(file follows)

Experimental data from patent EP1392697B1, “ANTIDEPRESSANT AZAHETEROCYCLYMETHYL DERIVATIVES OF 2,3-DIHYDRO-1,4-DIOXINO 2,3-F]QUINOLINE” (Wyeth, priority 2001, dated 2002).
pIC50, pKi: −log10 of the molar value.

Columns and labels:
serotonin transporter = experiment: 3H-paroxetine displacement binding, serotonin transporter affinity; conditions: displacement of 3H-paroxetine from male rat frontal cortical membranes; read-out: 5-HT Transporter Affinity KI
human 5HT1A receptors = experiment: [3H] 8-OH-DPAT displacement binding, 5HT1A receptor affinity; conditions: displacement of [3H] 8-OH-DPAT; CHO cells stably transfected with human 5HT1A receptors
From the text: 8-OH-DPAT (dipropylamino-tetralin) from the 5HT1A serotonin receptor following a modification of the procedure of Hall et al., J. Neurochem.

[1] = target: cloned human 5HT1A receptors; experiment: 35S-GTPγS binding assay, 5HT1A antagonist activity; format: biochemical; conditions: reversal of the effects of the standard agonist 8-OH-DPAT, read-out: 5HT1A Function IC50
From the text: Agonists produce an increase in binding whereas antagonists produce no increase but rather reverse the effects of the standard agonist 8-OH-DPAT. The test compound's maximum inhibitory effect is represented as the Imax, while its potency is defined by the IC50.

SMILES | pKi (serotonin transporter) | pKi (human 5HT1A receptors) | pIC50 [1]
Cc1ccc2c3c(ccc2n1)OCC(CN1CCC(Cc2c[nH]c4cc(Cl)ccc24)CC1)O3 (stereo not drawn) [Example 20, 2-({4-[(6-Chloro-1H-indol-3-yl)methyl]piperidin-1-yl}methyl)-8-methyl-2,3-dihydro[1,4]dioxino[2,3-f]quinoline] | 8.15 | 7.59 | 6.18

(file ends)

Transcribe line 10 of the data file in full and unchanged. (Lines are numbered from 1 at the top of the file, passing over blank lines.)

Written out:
Cc1ccc2c3c(ccc2n1)OCC(CN1CCC(Cc2c[nH]c4cc(Cl)ccc24)CC1)O3 (stereo not drawn) [Example 20, 2-({4-[(6-Chloro-1H-indol-3-yl)methyl]piperidin-1-yl}methyl)-8-methyl-2,3-dihydro[1,4]dioxino[2,3-f]quinoline] | 8.15 | 7.59 | 6.18